“Professor, I cannot thank you enough for this. You gave me hope! I’ll do my best!” recently emailed Miguel, an FIU first-year student, adding, “[T]his has relieved a great deal of stress.” His professor had written to those who hadn’t submitted a major assignment to ask what happened and offer an opportunity to complete it. Meanwhile, Faculty Senate leaders devised a “Faculty Innovations for Student Success Showcase,” so they can share teaching innovations and results. And 100% of the 32 surveyed faculty left New Faculty Orientation feeling motivated toward and committed to student success. How did we get here, the elusive place where faculty at a Carnegie RI, highest research university recognize their role, and specifically, that of effective teaching in student success? In 2011, we launched a comprehensive, university-wide system of innovations with impressive results: The six-year graduation rate for First-Time-in-College students increased by 15 points in the first four years! Core elements include helping students identify a major promptly, providing clear paths to on-time graduation, removing barriers, and adding supports. We moved to a professional-advisor model, adding 74 advisor lines, considerably lowering the student to advisor ratio. And we provided students with several electronic tools; most notably the My_eAdvisor Student Dashboard, a tracking tool that allows students and advisors to monitor academic progress.
Next, we entered uncharted territory in most student success efforts: the classroom. Poorly performing gateway courses obstruct students’ path to graduation, so our APLU-USU-funded project has focused on 17 gateway courses—from lower-division math and writing, to General Chemistry. Students are passing these courses at significantly higher rates: up to 40% increases, dropping courses at much lower rates, and often learning a great deal more!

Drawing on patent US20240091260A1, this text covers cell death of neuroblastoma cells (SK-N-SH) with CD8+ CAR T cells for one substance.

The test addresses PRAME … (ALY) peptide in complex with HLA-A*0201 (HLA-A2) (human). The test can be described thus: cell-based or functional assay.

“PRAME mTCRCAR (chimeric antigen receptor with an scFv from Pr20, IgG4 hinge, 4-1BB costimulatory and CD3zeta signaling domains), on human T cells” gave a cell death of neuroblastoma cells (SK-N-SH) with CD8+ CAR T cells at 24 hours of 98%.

When working with faculty, it has been invaluable to 1) focus on both increased learning and passing rates, and 2) convey our respect for their expertise and dedication at every step, including awarding stipends for the time and effort substantive course redesign requires. We also recognized our own role in course underperformance, acknowledging that our over-reliance on adjunct faculty made course improvement all-but impossible. In response, we hired full-time instructors and allocated funds to support gateway faculty, while also recruiting 9 discipline-based educational researchers and building active learning classrooms.
For capacity building, we added leadership positions in advising, faculty development, and transfer services, ensuring a smooth pathway for students. We’ve also hired a Student Success Manager who oversees our new College Life Coaches, complementing the work of advisors. Our undergraduate Learning Assistant program is another signature student success initiative, now the largest LA program in the country, employing 320 students, and supporting another 13,000 in Fall 2016 alone! All the while, we proudly embody what scholars call “positive restlessness”: a demonstrable dissatisfaction with the status quo, willingness to be self-critical, and eagerness to exceed all expectations.
What lies ahead? A Think 30, Finish in 4 campaign to encourage students to take 30+ credits each year, given that there is a 34% point gap in the 4-year graduation rate between students who have accumulated fewer than vs. more than 30 credits by the end of their first year at FIU. A dynamic major map tool, so students can better plan future semesters, make adjustments when they’ve gotten off track, and be reminded of their path to graduation. Plus, additional active learning classrooms and enhanced systems for evaluating, supporting, and incentivizing excellence in teaching.
As Alexander Astin highlights in his recent book Are You Smart Enough?, we tend to equate institutional excellence with inputs. At FIU, we challenge this notion, striving for excellence that transcends degree completion, comprised of transformative learning experiences that empower graduates to lead engaged, purposeful lives.
In addition to teaching in the public schools, Dr. Bejar has served as an Academic Policy Analyst for the Massachusetts Board of Higher Education. Dr. Bejar’s research includes contributions to an encyclopedia on women in higher education, and as Principal Investigator for a funded grant studying minority-serving institutions-models of success.
She received a PhD in Higher Education Administration from Boston College, an MS in International and Intercultural Development Education from FIU, and a BA in Psychology and Elementary Education from the University of Miami.
She is a member of the board of the Southern Association of Colleges and Schools Commission on Colleges, serves on the Florida Board of Governors Council of Academic Vice Presidents Work Group on Program Coordination and is an advisory board member to Excelencia in Education, an organization that aims to accelerate higher education success for Hispanics.